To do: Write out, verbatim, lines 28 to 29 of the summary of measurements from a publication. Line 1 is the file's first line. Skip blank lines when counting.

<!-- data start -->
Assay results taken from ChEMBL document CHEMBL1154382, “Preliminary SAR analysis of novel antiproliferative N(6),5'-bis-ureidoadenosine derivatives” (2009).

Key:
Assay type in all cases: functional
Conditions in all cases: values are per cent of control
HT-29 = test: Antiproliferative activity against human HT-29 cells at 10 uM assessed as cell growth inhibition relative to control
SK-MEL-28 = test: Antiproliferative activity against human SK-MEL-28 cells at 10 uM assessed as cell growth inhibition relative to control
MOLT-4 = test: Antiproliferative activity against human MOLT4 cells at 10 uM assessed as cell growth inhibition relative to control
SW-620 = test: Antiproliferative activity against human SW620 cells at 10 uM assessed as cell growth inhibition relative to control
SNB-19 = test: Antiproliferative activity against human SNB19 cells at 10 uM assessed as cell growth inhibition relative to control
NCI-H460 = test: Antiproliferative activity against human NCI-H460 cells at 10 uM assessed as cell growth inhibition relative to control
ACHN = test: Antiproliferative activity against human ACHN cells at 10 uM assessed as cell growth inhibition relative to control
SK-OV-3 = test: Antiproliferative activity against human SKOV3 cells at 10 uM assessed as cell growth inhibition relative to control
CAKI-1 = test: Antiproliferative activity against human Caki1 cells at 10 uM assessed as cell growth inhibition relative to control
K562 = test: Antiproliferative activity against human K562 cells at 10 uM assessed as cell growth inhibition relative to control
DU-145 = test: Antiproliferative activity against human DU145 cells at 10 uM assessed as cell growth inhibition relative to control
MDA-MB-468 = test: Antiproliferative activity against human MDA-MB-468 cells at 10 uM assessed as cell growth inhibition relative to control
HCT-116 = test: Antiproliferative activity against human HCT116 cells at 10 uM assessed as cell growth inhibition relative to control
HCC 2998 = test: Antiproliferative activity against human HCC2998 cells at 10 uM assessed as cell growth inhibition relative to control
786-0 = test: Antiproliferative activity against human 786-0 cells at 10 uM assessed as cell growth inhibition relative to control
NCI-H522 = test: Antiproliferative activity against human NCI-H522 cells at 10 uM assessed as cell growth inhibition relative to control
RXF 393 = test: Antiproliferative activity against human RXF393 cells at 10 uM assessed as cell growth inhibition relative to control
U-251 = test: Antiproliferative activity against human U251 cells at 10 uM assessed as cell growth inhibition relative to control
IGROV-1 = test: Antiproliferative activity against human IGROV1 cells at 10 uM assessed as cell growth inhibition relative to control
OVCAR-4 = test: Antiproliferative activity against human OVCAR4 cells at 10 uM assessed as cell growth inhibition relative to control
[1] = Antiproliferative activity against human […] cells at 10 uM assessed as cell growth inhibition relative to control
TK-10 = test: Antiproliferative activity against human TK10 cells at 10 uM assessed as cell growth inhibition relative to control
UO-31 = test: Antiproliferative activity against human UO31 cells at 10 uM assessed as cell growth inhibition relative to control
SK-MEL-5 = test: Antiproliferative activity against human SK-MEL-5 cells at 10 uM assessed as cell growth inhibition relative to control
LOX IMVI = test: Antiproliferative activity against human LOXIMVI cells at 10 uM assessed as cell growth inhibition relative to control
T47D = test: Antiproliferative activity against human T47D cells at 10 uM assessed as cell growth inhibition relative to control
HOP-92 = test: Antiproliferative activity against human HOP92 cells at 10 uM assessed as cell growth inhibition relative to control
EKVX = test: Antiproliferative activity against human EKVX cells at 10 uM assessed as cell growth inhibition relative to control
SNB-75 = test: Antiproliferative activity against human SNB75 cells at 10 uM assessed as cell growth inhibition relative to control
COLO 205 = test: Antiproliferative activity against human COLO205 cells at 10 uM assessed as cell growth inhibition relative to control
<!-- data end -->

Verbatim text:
SK-MEL-5 = test: Antiproliferative activity against human SK-MEL-5 cells at 10 uM assessed as cell growth inhibition relative to control
LOX IMVI = test: Antiproliferative activity against human LOXIMVI cells at 10 uM assessed as cell growth inhibition relative to control